In a recent interview for Defense News TV, Russia defense analyst Ruslan Pukhov of Moscow offered an interesting prospect: a union of Russia and the West could very well happen, he said, replacing the current so-called Cold War Part II the regions find themselves in, spurred by the common threat of terrorism.
He compared the unlikely coupling to that of Joseph Stalin and Franklin Roosevelt during World War II, uniting with the lesser of two evils for a common good.
Perhaps we’ll get to that place. But for now, there seems a lot of factors in the way.
Consider that Vladamir Putin is not Stalin in the eyes of the Western World, nor is ISIS the same as Nazi Germany. That’s not to rank Western adversaries, but rather to point to notable distinctions that could prevent a true, productive partnership to be forged.
For one thing, at the time of Stalin’s rule, the Soviet Union was a superpower. It also had tried, albeit with limited success, to cooperate with Nazi Germany. Such cooperation would have posed a perhaps insurmountable challenge to the West. A carefully crafted union between Stalin, Roosevelt and Winston Churchill, the allies had to figure, diminished that threat of a bigger, more powerful enemy.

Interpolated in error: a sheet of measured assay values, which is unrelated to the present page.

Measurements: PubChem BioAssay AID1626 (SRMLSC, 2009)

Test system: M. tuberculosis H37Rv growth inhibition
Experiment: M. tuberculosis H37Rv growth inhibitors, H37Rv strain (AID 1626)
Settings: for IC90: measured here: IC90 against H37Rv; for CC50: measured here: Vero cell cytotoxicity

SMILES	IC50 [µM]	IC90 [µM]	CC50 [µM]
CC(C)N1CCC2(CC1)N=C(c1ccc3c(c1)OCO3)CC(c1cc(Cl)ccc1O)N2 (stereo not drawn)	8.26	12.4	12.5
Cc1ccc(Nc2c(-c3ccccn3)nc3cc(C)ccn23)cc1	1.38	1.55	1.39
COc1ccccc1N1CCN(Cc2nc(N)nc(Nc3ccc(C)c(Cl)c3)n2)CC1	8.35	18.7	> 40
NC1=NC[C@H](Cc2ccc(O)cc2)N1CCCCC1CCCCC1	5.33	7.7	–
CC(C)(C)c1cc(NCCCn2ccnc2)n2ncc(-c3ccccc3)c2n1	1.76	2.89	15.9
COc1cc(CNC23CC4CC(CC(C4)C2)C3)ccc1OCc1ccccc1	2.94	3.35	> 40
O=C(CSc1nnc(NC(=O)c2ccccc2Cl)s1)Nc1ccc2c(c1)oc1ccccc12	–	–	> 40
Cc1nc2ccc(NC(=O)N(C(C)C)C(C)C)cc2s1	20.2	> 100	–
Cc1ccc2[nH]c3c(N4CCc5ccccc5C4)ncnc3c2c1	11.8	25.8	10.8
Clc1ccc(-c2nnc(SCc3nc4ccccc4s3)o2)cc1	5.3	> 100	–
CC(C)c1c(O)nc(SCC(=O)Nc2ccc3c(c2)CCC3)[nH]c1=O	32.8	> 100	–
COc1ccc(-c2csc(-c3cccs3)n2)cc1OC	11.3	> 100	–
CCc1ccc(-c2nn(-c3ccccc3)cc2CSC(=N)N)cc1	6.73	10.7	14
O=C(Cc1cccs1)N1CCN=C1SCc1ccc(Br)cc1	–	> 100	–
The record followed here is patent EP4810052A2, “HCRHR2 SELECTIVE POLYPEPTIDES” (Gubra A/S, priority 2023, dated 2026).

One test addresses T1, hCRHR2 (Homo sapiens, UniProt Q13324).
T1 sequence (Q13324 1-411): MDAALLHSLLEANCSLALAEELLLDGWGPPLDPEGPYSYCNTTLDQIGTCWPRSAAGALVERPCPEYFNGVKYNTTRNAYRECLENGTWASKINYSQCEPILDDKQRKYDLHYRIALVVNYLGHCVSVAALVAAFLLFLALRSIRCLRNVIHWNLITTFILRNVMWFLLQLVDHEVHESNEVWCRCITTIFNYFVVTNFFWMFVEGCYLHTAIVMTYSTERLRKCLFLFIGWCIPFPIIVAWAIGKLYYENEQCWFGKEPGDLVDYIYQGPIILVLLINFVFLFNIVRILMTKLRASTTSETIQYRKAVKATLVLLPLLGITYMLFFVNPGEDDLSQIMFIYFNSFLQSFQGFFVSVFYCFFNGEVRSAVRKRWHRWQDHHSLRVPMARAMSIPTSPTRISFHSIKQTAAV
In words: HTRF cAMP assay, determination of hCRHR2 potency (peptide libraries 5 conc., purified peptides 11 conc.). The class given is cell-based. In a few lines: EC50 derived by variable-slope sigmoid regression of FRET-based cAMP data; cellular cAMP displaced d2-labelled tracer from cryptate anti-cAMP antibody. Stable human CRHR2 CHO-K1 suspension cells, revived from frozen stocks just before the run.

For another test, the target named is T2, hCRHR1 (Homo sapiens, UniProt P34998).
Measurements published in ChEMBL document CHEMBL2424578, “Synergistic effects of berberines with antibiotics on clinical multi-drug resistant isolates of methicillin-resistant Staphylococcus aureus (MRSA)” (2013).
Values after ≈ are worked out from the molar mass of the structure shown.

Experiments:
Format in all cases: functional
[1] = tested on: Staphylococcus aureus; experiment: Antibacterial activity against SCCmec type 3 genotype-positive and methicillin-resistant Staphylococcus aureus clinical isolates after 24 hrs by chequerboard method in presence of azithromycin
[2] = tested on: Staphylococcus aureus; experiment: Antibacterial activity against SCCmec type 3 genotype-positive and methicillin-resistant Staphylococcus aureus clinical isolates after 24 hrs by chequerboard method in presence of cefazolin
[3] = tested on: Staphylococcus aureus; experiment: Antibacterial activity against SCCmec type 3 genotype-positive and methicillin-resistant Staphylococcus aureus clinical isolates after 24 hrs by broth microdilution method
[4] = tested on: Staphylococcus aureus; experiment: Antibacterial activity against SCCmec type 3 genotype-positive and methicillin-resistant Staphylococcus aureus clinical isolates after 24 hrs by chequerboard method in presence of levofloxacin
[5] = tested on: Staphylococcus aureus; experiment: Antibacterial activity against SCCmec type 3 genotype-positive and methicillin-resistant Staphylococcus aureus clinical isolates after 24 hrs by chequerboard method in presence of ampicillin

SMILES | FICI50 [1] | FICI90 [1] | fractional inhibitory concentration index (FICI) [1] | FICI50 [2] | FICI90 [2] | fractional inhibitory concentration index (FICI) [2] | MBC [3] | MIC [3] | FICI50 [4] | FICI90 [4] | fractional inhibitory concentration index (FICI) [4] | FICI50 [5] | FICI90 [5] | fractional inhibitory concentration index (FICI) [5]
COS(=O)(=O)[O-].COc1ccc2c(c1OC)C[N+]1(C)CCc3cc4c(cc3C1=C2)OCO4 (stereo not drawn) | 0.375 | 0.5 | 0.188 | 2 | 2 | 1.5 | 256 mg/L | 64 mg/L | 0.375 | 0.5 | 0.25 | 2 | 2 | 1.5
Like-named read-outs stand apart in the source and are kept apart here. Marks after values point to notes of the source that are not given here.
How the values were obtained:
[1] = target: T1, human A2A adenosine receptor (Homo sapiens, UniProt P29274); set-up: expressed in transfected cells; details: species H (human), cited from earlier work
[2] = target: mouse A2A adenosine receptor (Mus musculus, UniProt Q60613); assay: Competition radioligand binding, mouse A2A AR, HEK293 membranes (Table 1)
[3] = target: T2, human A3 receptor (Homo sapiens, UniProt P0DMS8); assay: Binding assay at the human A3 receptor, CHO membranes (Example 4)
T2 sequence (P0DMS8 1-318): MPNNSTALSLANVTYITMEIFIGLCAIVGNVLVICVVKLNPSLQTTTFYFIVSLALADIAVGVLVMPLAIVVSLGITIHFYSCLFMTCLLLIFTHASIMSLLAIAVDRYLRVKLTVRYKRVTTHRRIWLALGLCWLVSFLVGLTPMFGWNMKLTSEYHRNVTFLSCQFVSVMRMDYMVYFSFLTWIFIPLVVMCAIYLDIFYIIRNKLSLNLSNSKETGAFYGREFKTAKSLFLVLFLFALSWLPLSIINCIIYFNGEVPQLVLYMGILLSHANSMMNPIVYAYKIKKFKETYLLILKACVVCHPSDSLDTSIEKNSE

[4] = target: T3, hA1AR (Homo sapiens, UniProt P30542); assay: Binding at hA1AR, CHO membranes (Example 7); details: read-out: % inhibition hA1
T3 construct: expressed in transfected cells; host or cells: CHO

Contrast that with today’s Russia. It’s not a superpower, despite actions that hint at a desire to be. And any other potential cooperation with the common threat of the moment – the Islamic State and other terrorist groups – does not exist. That common threat does not seek political expansion as much as philosophical domination. Russia offers no advantage to those groups. By the same token, the world has changed. Eastern Europe is not under the thumb of a communist superpower. It rather is attempting to combat insurgency, and looking to the West to support such efforts. A union between the west and Moscow would run counter to that, at least in the eyes of the countries that feel most threatened.
The US and Russia continue to struggle to create even a basic information sharing agreement in Syria in order to target ISIS forces there, with the Pentagon last week warning that those conversation cannot go on indefinitely. If the two countries cannot operate together against terrorism, as they did in the early days of the post-9/11 era, it throws cold water on the idea of a broader realignment between Russia and the US.
Could the dynamic shift? Even Pukhov concedes that chances are pretty low until the situation in Crimea is resolved – a situation that the Ukraine Ambassador in the US Valeriy Chaly called not only occupation, but an information war from Russia that attempts to blackmail Europe.
Nor could any true partnership happen when Russia poses such a threat to NATO members along the Eastern Flank. It’s a political quagmire.
So here we are. The odds of that degree of cooperation seemingly so small. And yet, as Pukhov said, "whenever I feel full of pessimism, some terrible terrorist attack happens, like the one in Nice."
And then he thinks, maybe.